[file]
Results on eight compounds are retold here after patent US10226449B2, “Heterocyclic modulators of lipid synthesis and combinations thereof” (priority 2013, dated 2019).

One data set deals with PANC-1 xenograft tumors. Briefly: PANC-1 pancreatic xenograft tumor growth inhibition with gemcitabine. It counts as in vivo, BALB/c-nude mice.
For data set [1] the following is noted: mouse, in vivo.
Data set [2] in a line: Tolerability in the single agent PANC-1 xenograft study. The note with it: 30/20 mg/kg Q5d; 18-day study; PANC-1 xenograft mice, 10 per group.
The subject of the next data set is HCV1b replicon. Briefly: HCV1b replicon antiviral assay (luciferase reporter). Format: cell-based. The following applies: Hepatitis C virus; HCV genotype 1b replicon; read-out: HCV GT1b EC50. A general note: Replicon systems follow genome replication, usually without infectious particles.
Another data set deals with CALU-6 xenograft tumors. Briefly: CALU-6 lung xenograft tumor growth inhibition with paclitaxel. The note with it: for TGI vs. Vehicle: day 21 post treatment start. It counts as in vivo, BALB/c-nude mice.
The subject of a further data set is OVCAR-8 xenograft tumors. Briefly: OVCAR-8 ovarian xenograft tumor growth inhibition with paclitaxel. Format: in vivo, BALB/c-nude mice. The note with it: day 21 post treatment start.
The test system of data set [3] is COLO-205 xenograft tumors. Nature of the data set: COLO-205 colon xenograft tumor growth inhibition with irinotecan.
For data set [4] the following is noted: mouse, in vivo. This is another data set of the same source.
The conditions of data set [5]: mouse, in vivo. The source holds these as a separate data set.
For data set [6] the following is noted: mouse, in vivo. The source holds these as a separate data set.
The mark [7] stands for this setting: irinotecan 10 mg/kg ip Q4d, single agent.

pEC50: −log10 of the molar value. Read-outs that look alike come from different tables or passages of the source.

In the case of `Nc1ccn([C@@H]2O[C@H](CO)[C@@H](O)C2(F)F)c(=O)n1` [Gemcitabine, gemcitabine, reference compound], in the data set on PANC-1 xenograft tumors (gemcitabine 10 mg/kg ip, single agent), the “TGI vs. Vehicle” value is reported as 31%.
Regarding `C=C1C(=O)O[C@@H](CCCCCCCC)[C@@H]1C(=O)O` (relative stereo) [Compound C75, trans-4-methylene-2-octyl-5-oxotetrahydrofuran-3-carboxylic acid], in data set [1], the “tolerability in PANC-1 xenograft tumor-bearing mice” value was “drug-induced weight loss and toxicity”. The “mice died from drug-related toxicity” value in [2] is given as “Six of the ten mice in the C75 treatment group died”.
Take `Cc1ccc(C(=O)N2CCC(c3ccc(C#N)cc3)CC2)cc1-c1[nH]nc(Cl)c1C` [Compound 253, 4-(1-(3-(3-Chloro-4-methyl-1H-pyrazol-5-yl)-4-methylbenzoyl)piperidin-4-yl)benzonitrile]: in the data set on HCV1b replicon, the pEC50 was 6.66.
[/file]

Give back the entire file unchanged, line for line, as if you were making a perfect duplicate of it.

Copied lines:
Results on eight compounds are retold here after patent US10226449B2, “Heterocyclic modulators of lipid synthesis and combinations thereof” (priority 2013, dated 2019).

One data set deals with PANC-1 xenograft tumors. Briefly: PANC-1 pancreatic xenograft tumor growth inhibition with gemcitabine. It counts as in vivo, BALB/c-nude mice.
For data set [1] the following is noted: mouse, in vivo.
Data set [2] in a line: Tolerability in the single agent PANC-1 xenograft study. The note with it: 30/20 mg/kg Q5d; 18-day study; PANC-1 xenograft mice, 10 per group.
The subject of the next data set is HCV1b replicon. Briefly: HCV1b replicon antiviral assay (luciferase reporter). Format: cell-based. The following applies: Hepatitis C virus; HCV genotype 1b replicon; read-out: HCV GT1b EC50. A general note: Replicon systems follow genome replication, usually without infectious particles.
Another data set deals with CALU-6 xenograft tumors. Briefly: CALU-6 lung xenograft tumor growth inhibition with paclitaxel. The note with it: for TGI vs. Vehicle: day 21 post treatment start. It counts as in vivo, BALB/c-nude mice.
The subject of a further data set is OVCAR-8 xenograft tumors. Briefly: OVCAR-8 ovarian xenograft tumor growth inhibition with paclitaxel. Format: in vivo, BALB/c-nude mice. The note with it: day 21 post treatment start.
The test system of data set [3] is COLO-205 xenograft tumors. Nature of the data set: COLO-205 colon xenograft tumor growth inhibition with irinotecan.
For data set [4] the following is noted: mouse, in vivo. This is another data set of the same source.
The conditions of data set [5]: mouse, in vivo. The source holds these as a separate data set.
For data set [6] the following is noted: mouse, in vivo. The source holds these as a separate data set.
The mark [7] stands for this setting: irinotecan 10 mg/kg ip Q4d, single agent.

pEC50: −log10 of the molar value. Read-outs that look alike come from different tables or passages of the source.

In the case of `Nc1ccn([C@@H]2O[C@H](CO)[C@@H](O)C2(F)F)c(=O)n1` [Gemcitabine, gemcitabine, reference compound], in the data set on PANC-1 xenograft tumors (gemcitabine 10 mg/kg ip, single agent), the “TGI vs. Vehicle” value is reported as 31%.
Regarding `C=C1C(=O)O[C@@H](CCCCCCCC)[C@@H]1C(=O)O` (relative stereo) [Compound C75, trans-4-methylene-2-octyl-5-oxotetrahydrofuran-3-carboxylic acid], in data set [1], the “tolerability in PANC-1 xenograft tumor-bearing mice” value was “drug-induced weight loss and toxicity”. The “mice died from drug-related toxicity” value in [2] is given as “Six of the ten mice in the C75 treatment group died”.
Take `Cc1ccc(C(=O)N2CCC(c3ccc(C#N)cc3)CC2)cc1-c1[nH]nc(Cl)c1C` [Compound 253, 4-(1-(3-(3-Chloro-4-methyl-1H-pyrazol-5-yl)-4-methylbenzoyl)piperidin-4-yl)benzonitrile]: in the data set on HCV1b replicon, the pEC50 was 6.66.